Friday, September 4, 2009

A new Path for Japan

What follows are parts of an article published in the New York Times on August 26, 2009. Although it does not seem related to Zen or Martial Arts, it actually is, because it shows Japanese people, without whom we would have known nothing about these practices, confronted to a societal crisis, are now questioning the wisdom of having abandoned their traditional ways during the past 50 years, simply to become a powerful nation in a capitalistic world.

A few month ago I read a little book "The dignity of a nation" by Fujiwara Masahiko, which Shimabukuro Sensei had recommended. It treats of the same problem, and its author, a world renowned mathematician, recommends to revive the Samurai spirit to foster a rebirth of morality within the Japanese population.

Mr YUKIO HATOYAMA who wrote the New York Times article will become Prime Minister of Japan this month, after his party won 300 out of the 480 seats in the congress against the previous majority party in power since the end of World war II.

The full article is available on the New York Times Site.

A New Path for Japan

Published: August 26, 2009

TOKYO — In the post-Cold War period, Japan has been continually buffeted by the winds of market fundamentalism in a U.S.-led movement that is more usually called globalization. In the fundamentalist pursuit of capitalism people are treated not as an end but as a means. Consequently, human dignity is lost.

How can we put an end to unrestrained market fundamentalism and financial capitalism, that are void of morals or moderation, in order to protect the finances and livelihoods of our citizens? That is the issue we are now facing.

In these times, we must return to the idea of fraternity — as in the French slogan “liberté, égalité, fraternité” — as a force for moderating the danger inherent within freedom.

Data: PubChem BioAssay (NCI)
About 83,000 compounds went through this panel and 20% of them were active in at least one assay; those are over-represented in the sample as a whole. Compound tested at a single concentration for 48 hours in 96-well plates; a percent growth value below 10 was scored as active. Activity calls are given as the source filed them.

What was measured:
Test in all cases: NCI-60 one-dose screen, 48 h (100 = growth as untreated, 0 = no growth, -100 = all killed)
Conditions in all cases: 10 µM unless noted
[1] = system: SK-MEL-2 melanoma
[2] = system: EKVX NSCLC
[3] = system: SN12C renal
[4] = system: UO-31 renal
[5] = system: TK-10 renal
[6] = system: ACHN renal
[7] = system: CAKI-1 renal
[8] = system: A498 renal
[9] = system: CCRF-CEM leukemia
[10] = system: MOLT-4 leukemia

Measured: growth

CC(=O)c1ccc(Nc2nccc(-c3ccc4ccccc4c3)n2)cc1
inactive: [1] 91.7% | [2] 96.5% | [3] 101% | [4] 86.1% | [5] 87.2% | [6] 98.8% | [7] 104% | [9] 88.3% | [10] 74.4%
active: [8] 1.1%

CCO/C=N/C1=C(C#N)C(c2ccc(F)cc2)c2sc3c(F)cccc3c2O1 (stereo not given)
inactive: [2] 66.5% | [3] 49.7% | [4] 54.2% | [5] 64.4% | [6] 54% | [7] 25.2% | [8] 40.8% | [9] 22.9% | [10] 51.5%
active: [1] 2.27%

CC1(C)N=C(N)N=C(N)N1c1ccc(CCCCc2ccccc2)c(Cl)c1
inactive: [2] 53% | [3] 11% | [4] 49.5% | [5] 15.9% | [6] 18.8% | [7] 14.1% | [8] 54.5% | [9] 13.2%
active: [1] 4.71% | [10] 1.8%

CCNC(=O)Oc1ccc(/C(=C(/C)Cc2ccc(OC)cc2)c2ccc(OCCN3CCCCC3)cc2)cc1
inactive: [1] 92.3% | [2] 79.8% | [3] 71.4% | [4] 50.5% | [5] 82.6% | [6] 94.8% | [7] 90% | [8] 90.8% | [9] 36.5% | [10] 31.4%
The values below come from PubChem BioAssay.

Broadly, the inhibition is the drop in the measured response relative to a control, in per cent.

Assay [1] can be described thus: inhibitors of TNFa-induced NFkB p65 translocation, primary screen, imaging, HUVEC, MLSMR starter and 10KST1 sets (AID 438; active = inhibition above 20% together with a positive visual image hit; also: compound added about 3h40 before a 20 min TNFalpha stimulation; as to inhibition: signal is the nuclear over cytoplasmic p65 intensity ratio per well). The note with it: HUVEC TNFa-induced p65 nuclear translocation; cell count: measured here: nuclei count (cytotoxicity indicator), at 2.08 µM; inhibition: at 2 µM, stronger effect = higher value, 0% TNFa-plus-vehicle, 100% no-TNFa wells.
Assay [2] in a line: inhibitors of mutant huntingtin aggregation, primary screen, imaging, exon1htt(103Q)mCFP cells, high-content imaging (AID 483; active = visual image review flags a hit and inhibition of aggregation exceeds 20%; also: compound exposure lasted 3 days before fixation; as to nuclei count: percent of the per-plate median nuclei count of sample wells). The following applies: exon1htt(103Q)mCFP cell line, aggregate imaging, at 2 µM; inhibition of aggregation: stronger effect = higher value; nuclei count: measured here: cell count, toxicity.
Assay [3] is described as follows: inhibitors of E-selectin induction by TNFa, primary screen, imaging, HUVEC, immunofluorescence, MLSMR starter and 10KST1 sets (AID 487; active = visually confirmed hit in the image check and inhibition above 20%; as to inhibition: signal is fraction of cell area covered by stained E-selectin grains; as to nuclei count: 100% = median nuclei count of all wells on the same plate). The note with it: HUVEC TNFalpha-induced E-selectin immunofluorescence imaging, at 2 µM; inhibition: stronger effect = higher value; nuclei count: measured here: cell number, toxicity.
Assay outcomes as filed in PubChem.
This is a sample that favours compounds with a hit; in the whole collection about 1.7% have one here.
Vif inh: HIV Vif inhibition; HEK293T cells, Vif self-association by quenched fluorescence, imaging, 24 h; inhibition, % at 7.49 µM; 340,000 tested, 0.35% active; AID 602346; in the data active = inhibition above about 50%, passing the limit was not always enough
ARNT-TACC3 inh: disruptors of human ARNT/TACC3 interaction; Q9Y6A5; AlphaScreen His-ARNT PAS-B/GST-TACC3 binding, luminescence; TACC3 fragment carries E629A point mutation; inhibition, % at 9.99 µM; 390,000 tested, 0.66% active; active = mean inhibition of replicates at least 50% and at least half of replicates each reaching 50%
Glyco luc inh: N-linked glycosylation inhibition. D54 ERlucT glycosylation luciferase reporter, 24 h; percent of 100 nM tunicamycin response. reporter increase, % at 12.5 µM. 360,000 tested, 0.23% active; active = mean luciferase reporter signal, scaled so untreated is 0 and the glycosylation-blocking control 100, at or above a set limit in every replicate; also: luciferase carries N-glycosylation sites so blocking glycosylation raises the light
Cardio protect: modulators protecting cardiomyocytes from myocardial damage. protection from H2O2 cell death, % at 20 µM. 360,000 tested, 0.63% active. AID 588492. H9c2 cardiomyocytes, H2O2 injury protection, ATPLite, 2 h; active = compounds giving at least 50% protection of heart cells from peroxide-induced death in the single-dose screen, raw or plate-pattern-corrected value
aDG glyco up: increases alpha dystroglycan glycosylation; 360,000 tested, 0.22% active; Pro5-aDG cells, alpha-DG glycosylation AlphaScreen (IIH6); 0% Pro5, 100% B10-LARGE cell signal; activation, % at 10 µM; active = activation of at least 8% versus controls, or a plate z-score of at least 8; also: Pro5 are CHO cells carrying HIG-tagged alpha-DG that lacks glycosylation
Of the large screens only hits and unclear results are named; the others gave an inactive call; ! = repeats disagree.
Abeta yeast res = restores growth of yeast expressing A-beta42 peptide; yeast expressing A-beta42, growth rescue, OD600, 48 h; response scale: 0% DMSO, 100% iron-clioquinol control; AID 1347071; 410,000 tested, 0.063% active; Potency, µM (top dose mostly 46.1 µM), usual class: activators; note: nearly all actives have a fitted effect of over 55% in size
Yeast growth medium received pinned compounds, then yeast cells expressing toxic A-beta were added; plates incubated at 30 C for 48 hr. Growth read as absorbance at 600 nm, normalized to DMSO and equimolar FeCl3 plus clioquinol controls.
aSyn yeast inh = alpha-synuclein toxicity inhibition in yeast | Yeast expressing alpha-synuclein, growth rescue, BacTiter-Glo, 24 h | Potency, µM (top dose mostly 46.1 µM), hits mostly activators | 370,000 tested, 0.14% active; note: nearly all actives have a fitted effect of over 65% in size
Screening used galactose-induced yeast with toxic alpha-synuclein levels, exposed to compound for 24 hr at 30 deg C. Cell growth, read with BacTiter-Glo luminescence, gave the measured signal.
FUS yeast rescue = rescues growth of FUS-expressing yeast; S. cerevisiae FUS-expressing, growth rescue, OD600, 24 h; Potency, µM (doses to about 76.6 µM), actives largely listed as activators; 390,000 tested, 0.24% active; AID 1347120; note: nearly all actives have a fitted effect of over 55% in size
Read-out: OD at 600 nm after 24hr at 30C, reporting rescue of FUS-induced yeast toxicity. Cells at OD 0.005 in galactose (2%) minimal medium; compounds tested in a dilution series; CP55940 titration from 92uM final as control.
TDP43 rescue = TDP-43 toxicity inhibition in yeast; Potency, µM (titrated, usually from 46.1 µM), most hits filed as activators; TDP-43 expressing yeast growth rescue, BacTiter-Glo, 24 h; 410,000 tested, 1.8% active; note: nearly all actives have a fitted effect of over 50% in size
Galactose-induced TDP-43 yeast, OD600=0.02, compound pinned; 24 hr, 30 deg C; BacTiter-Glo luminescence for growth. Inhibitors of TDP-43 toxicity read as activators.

Fraternity as I mean it can be described as a principle that aims to adjust to the excesses of the current globalized brand of capitalism and accommodate the local economic practices that have been fostered through our traditions.

The recent economic crisis resulted from a way of thinking based on the idea that American-style free-market economics represents a universal and ideal economic order, and that all countries should modify the traditions and regulations governing their economies in line with global (or rather American) standards.


If we look back on the changes in Japanese society since the end of the Cold War, I believe it is no exaggeration to say that the global economy has damaged traditional economic activities and destroyed local communities.

In terms of market theory, people are simply personnel expenses. But in the real world people support the fabric of the local community and are the physical embodiment of its lifestyle, traditions and culture. An individual gains respect as a person by acquiring a job and a role within the local community and being able to maintain his family’s livelihood.
Under the principle of fraternity, we would not implement policies that leave areas relating to human lives and safety — such as agriculture, the environment and medicine — to the mercy of globalism.


We must work on policies that regenerate the ties that bring people together, that take greater account of nature and the environment, that rebuild welfare and medical systems, that provide better education and child-rearing support, and that address wealth disparities.

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